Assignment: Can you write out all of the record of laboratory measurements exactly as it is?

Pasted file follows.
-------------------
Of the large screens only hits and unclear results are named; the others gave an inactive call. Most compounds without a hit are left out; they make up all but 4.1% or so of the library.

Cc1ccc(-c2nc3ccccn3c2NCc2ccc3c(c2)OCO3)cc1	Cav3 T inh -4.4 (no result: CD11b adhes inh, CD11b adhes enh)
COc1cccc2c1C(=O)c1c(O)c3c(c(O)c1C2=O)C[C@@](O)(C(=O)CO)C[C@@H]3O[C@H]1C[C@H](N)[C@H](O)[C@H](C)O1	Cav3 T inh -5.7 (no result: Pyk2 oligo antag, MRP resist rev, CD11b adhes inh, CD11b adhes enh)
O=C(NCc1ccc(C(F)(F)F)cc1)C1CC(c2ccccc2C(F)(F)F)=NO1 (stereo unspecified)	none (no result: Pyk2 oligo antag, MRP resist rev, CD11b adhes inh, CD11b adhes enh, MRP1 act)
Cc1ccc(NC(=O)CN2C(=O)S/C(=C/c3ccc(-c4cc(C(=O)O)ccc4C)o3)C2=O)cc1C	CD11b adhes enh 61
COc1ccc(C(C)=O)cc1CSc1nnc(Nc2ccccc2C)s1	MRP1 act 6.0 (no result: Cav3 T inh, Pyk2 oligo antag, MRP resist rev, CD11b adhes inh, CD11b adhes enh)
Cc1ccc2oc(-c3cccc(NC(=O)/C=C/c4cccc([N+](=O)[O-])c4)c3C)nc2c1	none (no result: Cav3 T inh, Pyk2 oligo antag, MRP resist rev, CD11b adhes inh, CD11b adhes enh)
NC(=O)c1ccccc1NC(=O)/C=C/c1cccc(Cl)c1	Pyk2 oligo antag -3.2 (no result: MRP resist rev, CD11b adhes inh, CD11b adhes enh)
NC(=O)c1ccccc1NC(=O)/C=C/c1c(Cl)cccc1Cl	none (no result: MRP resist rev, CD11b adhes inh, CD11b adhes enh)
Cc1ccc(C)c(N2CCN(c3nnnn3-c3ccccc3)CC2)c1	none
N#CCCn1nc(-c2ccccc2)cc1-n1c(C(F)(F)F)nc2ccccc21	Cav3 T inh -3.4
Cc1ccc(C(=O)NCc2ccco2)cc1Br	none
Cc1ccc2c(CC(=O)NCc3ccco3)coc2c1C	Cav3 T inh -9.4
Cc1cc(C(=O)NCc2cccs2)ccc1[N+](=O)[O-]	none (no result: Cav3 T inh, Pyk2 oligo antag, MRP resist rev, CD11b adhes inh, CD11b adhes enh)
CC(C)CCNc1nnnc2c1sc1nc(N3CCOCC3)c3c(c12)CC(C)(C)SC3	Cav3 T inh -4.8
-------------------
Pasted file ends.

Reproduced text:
Of the large screens only hits and unclear results are named; the others gave an inactive call. Most compounds without a hit are left out; they make up all but 4.1% or so of the library.

Cc1ccc(-c2nc3ccccn3c2NCc2ccc3c(c2)OCO3)cc1	Cav3 T inh -4.4 (no result: CD11b adhes inh, CD11b adhes enh)
COc1cccc2c1C(=O)c1c(O)c3c(c(O)c1C2=O)C[C@@](O)(C(=O)CO)C[C@@H]3O[C@H]1C[C@H](N)[C@H](O)[C@H](C)O1	Cav3 T inh -5.7 (no result: Pyk2 oligo antag, MRP resist rev, CD11b adhes inh, CD11b adhes enh)
O=C(NCc1ccc(C(F)(F)F)cc1)C1CC(c2ccccc2C(F)(F)F)=NO1 (stereo unspecified)	none (no result: Pyk2 oligo antag, MRP resist rev, CD11b adhes inh, CD11b adhes enh, MRP1 act)
Cc1ccc(NC(=O)CN2C(=O)S/C(=C/c3ccc(-c4cc(C(=O)O)ccc4C)o3)C2=O)cc1C	CD11b adhes enh 61
COc1ccc(C(C)=O)cc1CSc1nnc(Nc2ccccc2C)s1	MRP1 act 6.0 (no result: Cav3 T inh, Pyk2 oligo antag, MRP resist rev, CD11b adhes inh, CD11b adhes enh)
Cc1ccc2oc(-c3cccc(NC(=O)/C=C/c4cccc([N+](=O)[O-])c4)c3C)nc2c1	none (no result: Cav3 T inh, Pyk2 oligo antag, MRP resist rev, CD11b adhes inh, CD11b adhes enh)
NC(=O)c1ccccc1NC(=O)/C=C/c1cccc(Cl)c1	Pyk2 oligo antag -3.2 (no result: MRP resist rev, CD11b adhes inh, CD11b adhes enh)
NC(=O)c1ccccc1NC(=O)/C=C/c1c(Cl)cccc1Cl	none (no result: MRP resist rev, CD11b adhes inh, CD11b adhes enh)
Cc1ccc(C)c(N2CCN(c3nnnn3-c3ccccc3)CC2)c1	none
N#CCCn1nc(-c2ccccc2)cc1-n1c(C(F)(F)F)nc2ccccc21	Cav3 T inh -3.4
Cc1ccc(C(=O)NCc2ccco2)cc1Br	none
Cc1ccc2c(CC(=O)NCc3ccco3)coc2c1C	Cav3 T inh -9.4
Cc1cc(C(=O)NCc2cccs2)ccc1[N+](=O)[O-]	none (no result: Cav3 T inh, Pyk2 oligo antag, MRP resist rev, CD11b adhes inh, CD11b adhes enh)
CC(C)CCNc1nnnc2c1sc1nc(N3CCOCC3)c3c(c12)CC(C)(C)SC3	Cav3 T inh -4.8